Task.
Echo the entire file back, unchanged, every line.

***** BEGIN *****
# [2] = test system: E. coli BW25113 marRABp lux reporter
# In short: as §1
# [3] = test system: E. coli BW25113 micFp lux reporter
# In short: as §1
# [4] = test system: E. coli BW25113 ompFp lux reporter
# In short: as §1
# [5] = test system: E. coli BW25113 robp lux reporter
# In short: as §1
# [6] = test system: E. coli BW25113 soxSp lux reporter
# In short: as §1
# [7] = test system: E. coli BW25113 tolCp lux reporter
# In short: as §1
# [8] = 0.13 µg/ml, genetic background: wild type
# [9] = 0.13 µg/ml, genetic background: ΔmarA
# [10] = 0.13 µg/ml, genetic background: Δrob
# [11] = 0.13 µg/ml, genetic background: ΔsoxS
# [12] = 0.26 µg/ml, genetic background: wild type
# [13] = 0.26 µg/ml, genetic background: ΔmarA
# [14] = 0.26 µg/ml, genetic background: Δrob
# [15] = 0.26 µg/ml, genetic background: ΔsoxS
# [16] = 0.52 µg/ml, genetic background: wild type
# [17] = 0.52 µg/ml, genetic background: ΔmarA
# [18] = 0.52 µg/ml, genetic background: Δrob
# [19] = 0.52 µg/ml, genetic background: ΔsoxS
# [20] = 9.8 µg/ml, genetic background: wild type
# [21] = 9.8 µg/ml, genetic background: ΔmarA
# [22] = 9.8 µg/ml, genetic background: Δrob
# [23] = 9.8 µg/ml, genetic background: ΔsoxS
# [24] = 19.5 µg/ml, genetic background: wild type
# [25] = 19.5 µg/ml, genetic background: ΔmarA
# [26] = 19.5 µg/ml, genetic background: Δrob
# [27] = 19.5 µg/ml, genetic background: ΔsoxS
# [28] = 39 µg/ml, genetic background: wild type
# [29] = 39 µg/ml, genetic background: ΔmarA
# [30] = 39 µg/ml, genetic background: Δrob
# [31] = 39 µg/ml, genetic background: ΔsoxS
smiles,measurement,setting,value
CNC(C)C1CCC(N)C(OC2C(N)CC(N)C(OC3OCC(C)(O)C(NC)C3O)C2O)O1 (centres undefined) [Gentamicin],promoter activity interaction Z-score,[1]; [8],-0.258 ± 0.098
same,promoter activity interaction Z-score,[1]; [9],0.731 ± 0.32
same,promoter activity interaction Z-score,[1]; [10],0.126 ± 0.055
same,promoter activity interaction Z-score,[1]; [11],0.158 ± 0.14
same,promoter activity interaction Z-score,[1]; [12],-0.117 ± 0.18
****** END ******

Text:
# [2] = test system: E. coli BW25113 marRABp lux reporter
# In short: as §1
# [3] = test system: E. coli BW25113 micFp lux reporter
# In short: as §1
# [4] = test system: E. coli BW25113 ompFp lux reporter
# In short: as §1
# [5] = test system: E. coli BW25113 robp lux reporter
# In short: as §1
# [6] = test system: E. coli BW25113 soxSp lux reporter
# In short: as §1
# [7] = test system: E. coli BW25113 tolCp lux reporter
# In short: as §1
# [8] = 0.13 µg/ml, genetic background: wild type
# [9] = 0.13 µg/ml, genetic background: ΔmarA
# [10] = 0.13 µg/ml, genetic background: Δrob
# [11] = 0.13 µg/ml, genetic background: ΔsoxS
# [12] = 0.26 µg/ml, genetic background: wild type
# [13] = 0.26 µg/ml, genetic background: ΔmarA
# [14] = 0.26 µg/ml, genetic background: Δrob
# [15] = 0.26 µg/ml, genetic background: ΔsoxS
# [16] = 0.52 µg/ml, genetic background: wild type
# [17] = 0.52 µg/ml, genetic background: ΔmarA
# [18] = 0.52 µg/ml, genetic background: Δrob
# [19] = 0.52 µg/ml, genetic background: ΔsoxS
# [20] = 9.8 µg/ml, genetic background: wild type
# [21] = 9.8 µg/ml, genetic background: ΔmarA
# [22] = 9.8 µg/ml, genetic background: Δrob
# [23] = 9.8 µg/ml, genetic background: ΔsoxS
# [24] = 19.5 µg/ml, genetic background: wild type
# [25] = 19.5 µg/ml, genetic background: ΔmarA
# [26] = 19.5 µg/ml, genetic background: Δrob
# [27] = 19.5 µg/ml, genetic background: ΔsoxS
# [28] = 39 µg/ml, genetic background: wild type
# [29] = 39 µg/ml, genetic background: ΔmarA
# [30] = 39 µg/ml, genetic background: Δrob
# [31] = 39 µg/ml, genetic background: ΔsoxS
smiles,measurement,setting,value
CNC(C)C1CCC(N)C(OC2C(N)CC(N)C(OC3OCC(C)(O)C(NC)C3O)C2O)O1 (centres undefined) [Gentamicin],promoter activity interaction Z-score,[1]; [8],-0.258 ± 0.098
same,promoter activity interaction Z-score,[1]; [9],0.731 ± 0.32
same,promoter activity interaction Z-score,[1]; [10],0.126 ± 0.055
same,promoter activity interaction Z-score,[1]; [11],0.158 ± 0.14
same,promoter activity interaction Z-score,[1]; [12],-0.117 ± 0.18